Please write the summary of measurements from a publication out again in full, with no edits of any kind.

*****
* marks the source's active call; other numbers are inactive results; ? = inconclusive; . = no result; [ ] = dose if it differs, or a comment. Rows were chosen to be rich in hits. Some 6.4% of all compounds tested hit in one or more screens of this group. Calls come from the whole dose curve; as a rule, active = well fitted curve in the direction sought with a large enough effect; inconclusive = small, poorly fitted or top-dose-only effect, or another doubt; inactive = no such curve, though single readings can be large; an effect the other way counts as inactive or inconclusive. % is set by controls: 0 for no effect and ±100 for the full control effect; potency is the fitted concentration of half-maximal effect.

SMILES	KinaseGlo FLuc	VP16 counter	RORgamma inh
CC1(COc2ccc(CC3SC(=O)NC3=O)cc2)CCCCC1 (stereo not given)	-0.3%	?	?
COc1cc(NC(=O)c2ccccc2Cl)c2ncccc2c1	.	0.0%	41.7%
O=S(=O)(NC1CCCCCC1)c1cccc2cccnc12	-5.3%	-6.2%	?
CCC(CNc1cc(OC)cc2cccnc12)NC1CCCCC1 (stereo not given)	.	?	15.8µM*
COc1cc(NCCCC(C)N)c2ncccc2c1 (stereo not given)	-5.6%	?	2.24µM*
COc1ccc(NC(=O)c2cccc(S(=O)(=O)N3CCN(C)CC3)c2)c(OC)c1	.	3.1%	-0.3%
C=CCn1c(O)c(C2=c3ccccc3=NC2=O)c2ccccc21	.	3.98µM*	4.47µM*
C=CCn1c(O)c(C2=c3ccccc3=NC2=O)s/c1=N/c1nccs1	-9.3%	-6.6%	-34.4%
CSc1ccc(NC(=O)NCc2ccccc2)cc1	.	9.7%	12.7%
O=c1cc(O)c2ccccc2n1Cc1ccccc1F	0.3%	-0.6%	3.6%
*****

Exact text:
* marks the source's active call; other numbers are inactive results; ? = inconclusive; . = no result; [ ] = dose if it differs, or a comment. Rows were chosen to be rich in hits. Some 6.4% of all compounds tested hit in one or more screens of this group. Calls come from the whole dose curve; as a rule, active = well fitted curve in the direction sought with a large enough effect; inconclusive = small, poorly fitted or top-dose-only effect, or another doubt; inactive = no such curve, though single readings can be large; an effect the other way counts as inactive or inconclusive. % is set by controls: 0 for no effect and ±100 for the full control effect; potency is the fitted concentration of half-maximal effect.

SMILES	KinaseGlo FLuc	VP16 counter	RORgamma inh
CC1(COc2ccc(CC3SC(=O)NC3=O)cc2)CCCCC1 (stereo not given)	-0.3%	?	?
COc1cc(NC(=O)c2ccccc2Cl)c2ncccc2c1	.	0.0%	41.7%
O=S(=O)(NC1CCCCCC1)c1cccc2cccnc12	-5.3%	-6.2%	?
CCC(CNc1cc(OC)cc2cccnc12)NC1CCCCC1 (stereo not given)	.	?	15.8µM*
COc1cc(NCCCC(C)N)c2ncccc2c1 (stereo not given)	-5.6%	?	2.24µM*
COc1ccc(NC(=O)c2cccc(S(=O)(=O)N3CCN(C)CC3)c2)c(OC)c1	.	3.1%	-0.3%
C=CCn1c(O)c(C2=c3ccccc3=NC2=O)c2ccccc21	.	3.98µM*	4.47µM*
C=CCn1c(O)c(C2=c3ccccc3=NC2=O)s/c1=N/c1nccs1	-9.3%	-6.6%	-34.4%
CSc1ccc(NC(=O)NCc2ccccc2)cc1	.	9.7%	12.7%
O=c1cc(O)c2ccccc2n1Cc1ccccc1F	0.3%	-0.6%	3.6%